Warrant: Dad refused to call 911 for injured teen
NEW CANAAN —In late March, New Canaan High School senior and baseball team star Andrew Knight packed six teammates into a car and swung by the World of Beverages liquor store in Norwalk to gear up for a party at his house.
What was intended to be a night of drinking for the baseball team at a house known for parties quickly spiraled out of control as more teens arrived, packing the Oenoke Ridge Road home with close to 50 underage teens who were getting sick and pouring beer on the floor.
But the night took a dangerous turn when a 17-year-old fell down the stairs under mysterious circumstances and was left unconscious for nearly an hour as Andrew’s father, Douglas Knight, 59, insisted they shouldn’t call the police. Now, nearly two months after the party that left the New Canaan teen with serious injuries and rumors flying around town, police have leveled charges against both father and son.
On May 18, Andrew Knight and Douglas Knight surrendered themselves to New Canaan police on charges related to the March 25 underage drinking party. The younger Knight was charged with delivering alcohol to a minor and permitting a minor to possess alcohol and the elder Knight was charged with interfering with an emergency call.
“We believe he obstructed someone from trying to make the call,” said New Canaan Police Chief Leon Krolikowski. “We believe he specifically told someone: ‘Don’t call.’”
According to the arrest warrant for the younger Knight, the party began as one for only the New Canaan High School baseball team. The 18-year-old, along with six teammates, went to World of Beverages in Norwalk. The younger Knight collected $10 from each of the passengers to pay for the alcohol and bought four 30-packs of beer, two handles of hard liquor and a bottle of Fireball Whiskey, before taking his teammates back to his house.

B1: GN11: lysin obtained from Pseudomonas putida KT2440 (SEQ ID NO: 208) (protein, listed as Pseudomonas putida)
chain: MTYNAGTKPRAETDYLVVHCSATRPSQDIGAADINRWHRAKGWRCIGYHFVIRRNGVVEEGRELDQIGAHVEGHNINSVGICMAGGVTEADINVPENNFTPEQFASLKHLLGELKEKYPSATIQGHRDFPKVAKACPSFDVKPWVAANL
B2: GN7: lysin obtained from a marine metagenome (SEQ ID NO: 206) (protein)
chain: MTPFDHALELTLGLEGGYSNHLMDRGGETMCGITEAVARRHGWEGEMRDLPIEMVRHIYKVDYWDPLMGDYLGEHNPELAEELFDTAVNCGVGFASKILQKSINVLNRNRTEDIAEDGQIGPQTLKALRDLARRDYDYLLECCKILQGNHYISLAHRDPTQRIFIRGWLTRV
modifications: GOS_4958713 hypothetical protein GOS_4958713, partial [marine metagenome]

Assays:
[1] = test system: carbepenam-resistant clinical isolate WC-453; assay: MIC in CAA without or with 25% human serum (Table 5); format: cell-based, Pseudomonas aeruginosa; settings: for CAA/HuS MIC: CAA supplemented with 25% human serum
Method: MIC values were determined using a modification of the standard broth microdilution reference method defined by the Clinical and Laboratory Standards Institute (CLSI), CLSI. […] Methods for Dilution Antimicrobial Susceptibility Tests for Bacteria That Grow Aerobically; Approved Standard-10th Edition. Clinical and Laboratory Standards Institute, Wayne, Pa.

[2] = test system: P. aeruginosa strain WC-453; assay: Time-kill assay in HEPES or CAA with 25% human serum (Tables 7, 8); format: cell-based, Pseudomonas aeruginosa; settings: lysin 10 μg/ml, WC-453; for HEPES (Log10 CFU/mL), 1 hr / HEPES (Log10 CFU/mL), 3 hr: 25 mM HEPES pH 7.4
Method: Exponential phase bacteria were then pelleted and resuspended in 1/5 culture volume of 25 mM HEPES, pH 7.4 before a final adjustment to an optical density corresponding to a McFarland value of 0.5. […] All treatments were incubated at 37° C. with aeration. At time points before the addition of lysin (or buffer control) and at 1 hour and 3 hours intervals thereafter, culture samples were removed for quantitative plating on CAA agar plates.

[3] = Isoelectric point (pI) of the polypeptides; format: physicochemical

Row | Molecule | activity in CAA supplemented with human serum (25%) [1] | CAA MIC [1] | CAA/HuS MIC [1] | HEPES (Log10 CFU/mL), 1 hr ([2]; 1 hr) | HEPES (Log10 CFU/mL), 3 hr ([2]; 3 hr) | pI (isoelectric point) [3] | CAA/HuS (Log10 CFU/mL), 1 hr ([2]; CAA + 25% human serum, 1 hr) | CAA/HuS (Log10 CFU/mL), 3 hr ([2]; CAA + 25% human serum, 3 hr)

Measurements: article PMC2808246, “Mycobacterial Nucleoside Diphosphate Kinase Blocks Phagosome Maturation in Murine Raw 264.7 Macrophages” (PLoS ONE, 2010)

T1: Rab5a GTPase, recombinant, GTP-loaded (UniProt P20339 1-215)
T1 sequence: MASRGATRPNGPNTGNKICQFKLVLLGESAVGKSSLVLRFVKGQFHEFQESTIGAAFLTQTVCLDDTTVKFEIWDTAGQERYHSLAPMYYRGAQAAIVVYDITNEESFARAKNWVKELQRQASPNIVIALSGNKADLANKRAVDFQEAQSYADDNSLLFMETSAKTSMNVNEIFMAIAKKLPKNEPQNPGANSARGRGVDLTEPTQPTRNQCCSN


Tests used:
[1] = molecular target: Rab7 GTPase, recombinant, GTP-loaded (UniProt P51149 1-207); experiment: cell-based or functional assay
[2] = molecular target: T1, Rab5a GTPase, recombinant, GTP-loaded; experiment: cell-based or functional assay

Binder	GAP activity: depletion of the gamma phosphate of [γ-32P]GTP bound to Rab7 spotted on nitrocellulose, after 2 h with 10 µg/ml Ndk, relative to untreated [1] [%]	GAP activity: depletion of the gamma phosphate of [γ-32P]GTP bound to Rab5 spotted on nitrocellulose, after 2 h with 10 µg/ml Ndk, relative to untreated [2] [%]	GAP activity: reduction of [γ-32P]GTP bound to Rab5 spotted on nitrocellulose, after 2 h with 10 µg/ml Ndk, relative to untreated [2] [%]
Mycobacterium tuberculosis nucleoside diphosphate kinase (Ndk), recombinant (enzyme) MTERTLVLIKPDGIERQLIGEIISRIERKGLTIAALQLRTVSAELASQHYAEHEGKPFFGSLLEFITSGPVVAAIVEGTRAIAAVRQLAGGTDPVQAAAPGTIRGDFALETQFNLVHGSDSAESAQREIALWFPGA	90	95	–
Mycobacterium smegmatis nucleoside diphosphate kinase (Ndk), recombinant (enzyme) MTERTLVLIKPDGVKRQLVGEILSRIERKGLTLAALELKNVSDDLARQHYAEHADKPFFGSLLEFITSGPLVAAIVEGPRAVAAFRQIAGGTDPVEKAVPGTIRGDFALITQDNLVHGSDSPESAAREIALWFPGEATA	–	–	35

Police determined from interviews with local teens that the Knight’s home is known as a place for parties. Several teens said they’d previously been at parties there. In one of the texts from that infamous night — viewed by police through a search warrant — Andrew Knight alluded that his parents were “still mad” about an out-of-control party from the weekend before. Through text messages, police also found the younger Knight collected $10 from other members of the baseball team coming to the party to help cover the cost of the alcohol that had been purchased.
After returning from Norwalk, Andrew Knight then invited more teens via text, to the point where about 40 to 50 teens were in the Oenoke Ridge Road home. Most of the teens inside the home were between 16- and 18-years-old. Teens outside the baseball team began arriving between 8:30 p.m. and 9 p.m. Texts from that night show teens asking Andrew Knight if they could come to the party and he allowed them in, asking them to let him know when they got there and to go to the front door when they arrived.
The teens began drinking and playing beer pong until around 10:45 p.m. when Andrew Knight became angry and yelled at everyone “not on the baseball team” to leave. The teens interviewed told police the party was getting out of control, that the house was overcrowded and “trashed.” People were getting sick in the bathroom, drinking the younger Knight’s alcohol, throwing cans around and pouring beers on the floor.